Drug companies manufacture and sell patients a pharmaceutical grade fish oil, which has been shown to lower triglyceride levels by 50 percent. However, non-pharmaceutical prescriptions do the same at a fraction of the cost. Suggested dose: Omega-3 fish oil 1,200 mg daily or 3,600 mg daily.
Krill oil is taken by many as an alternative to omega-3 fish oil. Krill oil can help reduce risk factors for heart disease. Krill oil can lower Triglycerides, a type of fat that circulates in the blood.
Krill oil also lowers LDL (bad) cholesterol, a leading risk factor for heart disease. A 2017 study of 662 patients in Nutrition Reviews showed LDL could be reduced in those who consumed krill oil. Other studies have shown consistent findings. Suggested dose: Krill oil 500 mg to 2,000 mg daily (an alternative to fish oil)
Coenzyme Q10 (CoQ10) plays an important role in the health of mitochondria, the powerhouses of our cells. Since the heart is the most active of all organs, it produces and requires the most CoQ10 in order to meet its metabolic demands. However, in those with cardiac disease, higher levels of CoQ10 are required.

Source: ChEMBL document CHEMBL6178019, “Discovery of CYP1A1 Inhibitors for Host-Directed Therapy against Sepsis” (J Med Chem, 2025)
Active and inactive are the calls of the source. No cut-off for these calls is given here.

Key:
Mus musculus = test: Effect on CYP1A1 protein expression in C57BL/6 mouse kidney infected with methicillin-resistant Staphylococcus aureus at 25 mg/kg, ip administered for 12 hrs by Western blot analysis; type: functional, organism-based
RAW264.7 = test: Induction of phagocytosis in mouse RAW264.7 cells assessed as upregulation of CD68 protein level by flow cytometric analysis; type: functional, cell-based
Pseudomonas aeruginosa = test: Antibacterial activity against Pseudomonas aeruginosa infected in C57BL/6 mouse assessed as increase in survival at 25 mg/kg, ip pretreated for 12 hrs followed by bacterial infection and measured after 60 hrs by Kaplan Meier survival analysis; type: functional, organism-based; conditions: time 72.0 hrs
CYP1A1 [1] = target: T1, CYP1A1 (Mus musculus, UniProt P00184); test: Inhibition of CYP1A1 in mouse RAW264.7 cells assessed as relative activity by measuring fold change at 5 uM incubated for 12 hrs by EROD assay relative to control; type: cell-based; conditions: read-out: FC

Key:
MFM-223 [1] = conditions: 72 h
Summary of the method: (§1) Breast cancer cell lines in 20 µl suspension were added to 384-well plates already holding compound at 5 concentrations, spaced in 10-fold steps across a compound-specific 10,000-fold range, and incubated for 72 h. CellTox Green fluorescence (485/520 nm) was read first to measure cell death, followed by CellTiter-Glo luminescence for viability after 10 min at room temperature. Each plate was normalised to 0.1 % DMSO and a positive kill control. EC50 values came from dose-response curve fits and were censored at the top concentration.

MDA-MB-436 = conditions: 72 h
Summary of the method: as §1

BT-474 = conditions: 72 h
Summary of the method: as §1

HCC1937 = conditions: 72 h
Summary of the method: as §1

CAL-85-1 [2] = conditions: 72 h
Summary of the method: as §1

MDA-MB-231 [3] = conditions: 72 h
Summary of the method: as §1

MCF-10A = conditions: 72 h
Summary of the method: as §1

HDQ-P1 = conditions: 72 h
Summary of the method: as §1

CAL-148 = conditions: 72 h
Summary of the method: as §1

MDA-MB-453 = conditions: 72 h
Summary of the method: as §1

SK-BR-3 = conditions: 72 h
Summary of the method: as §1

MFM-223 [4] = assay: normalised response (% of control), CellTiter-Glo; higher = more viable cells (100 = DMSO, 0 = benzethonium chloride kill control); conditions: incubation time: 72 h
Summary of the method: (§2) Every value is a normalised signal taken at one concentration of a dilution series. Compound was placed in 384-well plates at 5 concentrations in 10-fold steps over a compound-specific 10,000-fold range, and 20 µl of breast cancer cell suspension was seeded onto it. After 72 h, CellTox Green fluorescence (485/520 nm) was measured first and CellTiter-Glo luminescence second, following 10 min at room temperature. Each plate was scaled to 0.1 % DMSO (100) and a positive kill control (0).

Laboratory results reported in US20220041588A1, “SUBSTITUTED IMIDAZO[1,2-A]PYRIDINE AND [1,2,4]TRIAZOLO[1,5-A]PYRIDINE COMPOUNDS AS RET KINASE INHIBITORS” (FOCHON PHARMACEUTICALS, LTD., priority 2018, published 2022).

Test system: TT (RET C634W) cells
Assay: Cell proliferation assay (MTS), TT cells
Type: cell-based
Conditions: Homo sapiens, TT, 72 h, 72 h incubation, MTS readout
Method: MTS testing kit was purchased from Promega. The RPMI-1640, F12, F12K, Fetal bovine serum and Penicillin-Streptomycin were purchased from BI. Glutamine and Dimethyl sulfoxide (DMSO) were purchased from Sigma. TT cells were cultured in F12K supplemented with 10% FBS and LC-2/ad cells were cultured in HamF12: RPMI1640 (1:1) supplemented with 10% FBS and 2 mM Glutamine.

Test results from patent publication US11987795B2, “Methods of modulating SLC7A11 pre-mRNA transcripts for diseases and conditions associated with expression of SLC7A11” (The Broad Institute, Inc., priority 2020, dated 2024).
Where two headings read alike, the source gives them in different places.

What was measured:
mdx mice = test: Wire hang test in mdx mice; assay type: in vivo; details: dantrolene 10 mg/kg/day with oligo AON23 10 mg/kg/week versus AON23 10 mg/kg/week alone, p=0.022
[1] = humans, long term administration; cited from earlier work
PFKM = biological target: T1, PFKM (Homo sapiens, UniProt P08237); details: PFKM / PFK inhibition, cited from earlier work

A 2017 study, which reviewed 14 other studies, showed an important benefit of CoQ10—the results showed those who took CoQ10 were 31 percent less likely to die from complications of congestive heart failure.
A 2014 study in Medical Science Monitor showed that 50 mg of Coenzyme Q10, when taken twice per day, could be beneficial in reducing muscle aches caused by prescription statin drugs. Other studies have been conflicting. Coenzyme Q10 may also reduce bad (LDL) cholesterol, triglycerides, and LP(a) blood levels. Suggested dose: CoQ10 –100 mg three times per day or 300 mg once daily.
Red Yeast Rice (RYR)
A 2008 study showed that RYR, when combined with lifestyle changes and omega-3 fish oil supplements, LDL (bad) cholesterol could be lowered by up to 42 percent—a result similar to drugs like atorvastatin (Lipitor).
Another 2008 study from China reported in the American Journal of Cardiology, included nearly 5,000 people who all took Red Yeast Rice for almost 5 years. The researchers concluded that longer-term therapy with RYR significantly reduce recurrence of heart attacks, prevented new heart attacks, and lowered the risk of dying by 33%. The researchers stated that RYR was safe and well tolerated.